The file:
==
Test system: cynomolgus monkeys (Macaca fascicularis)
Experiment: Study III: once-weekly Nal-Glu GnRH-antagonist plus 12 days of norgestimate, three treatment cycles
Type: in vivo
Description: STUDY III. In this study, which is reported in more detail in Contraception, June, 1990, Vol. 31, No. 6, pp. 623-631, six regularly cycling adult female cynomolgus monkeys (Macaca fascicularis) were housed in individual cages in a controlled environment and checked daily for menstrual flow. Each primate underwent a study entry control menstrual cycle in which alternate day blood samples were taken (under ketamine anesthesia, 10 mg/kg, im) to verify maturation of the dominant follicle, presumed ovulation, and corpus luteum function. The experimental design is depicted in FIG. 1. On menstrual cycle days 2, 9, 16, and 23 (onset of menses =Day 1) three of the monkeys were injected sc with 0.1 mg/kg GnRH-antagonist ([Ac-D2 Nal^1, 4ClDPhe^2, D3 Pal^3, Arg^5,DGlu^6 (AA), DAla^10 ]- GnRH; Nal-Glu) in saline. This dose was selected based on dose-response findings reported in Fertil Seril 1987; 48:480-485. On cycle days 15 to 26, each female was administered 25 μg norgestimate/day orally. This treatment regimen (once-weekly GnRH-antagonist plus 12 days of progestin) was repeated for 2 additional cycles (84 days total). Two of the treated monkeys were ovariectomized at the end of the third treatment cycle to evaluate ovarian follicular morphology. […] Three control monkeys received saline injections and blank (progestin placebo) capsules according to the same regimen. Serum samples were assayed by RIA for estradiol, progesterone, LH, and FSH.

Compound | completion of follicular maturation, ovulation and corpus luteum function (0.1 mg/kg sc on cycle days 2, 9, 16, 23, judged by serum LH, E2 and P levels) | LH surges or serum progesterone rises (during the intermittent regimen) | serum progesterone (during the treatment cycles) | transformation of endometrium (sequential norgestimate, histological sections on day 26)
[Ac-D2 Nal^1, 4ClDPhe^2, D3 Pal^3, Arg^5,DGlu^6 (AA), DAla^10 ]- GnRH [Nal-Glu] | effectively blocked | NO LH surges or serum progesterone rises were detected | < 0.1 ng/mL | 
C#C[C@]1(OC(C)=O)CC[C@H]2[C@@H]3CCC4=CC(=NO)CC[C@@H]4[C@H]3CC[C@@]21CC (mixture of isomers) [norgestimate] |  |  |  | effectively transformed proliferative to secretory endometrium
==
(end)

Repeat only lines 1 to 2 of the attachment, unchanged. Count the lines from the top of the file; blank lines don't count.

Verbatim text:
Test system: cynomolgus monkeys (Macaca fascicularis)
Experiment: Study III: once-weekly Nal-Glu GnRH-antagonist plus 12 days of norgestimate, three treatment cycles